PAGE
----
An interesting commentary by Benjamin Kerstein on the Israeli perspective on events in Egypt:
At the moment, most Israeli commentators are considering the nightmare scenarios. This is understandable. Pessimism is always the smartest attitude to take in the Middle East, and previous revolutions in the Arab world have tended to have rather nasty outcomes for Israel. Ever since the Yom Kippur war in 1973, Israel’s leaders have tried to err on the side of the worst case scenario. In this case, that would be the takeover of Egypt by the Muslim Brotherhood or a coalition of radical Islamic parties. Such a government might well abrogate the 1978 peace treaty, removing a cornerstone of regional stability and of Israeli defense strategy. Another war, much worse than anything since 1973, might follow. Even worse, a domino effect could follow, leaving Israel essentially alone against a Middle East that has been given over entirely to the totalitarian fantasies of radical Islam.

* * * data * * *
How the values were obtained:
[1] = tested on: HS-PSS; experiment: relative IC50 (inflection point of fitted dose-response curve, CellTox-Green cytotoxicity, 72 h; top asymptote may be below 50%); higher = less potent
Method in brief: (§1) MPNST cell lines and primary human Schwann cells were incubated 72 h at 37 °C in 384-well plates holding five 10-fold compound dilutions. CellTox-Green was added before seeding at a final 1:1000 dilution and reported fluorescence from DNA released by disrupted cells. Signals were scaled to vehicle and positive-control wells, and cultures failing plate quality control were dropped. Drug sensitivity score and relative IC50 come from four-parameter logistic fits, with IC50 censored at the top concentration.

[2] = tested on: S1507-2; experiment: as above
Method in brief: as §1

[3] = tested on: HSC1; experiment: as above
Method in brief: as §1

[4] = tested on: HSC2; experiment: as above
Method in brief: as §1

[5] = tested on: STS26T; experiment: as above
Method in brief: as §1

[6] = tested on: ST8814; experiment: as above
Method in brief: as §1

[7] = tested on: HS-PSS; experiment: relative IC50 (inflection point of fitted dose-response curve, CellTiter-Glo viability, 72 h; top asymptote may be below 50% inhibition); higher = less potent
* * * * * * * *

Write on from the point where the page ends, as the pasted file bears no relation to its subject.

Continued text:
A secular, even democratic government, however, could present its own problems. It could prove to be equally hostile to Israel, given the massive popular sentiment against the Jewish state on the Arab street. It could also take a far more active role in pressuring Israel on behalf of the Palestinians, in whom Mubarak was always largely uninterested. Where Mubarak merely made gestures toward solidarity with the Palestinians, a new secular government could well make the issue one of its primary concerns; if only to shore up its legitimacy at home and in the Arab world at large.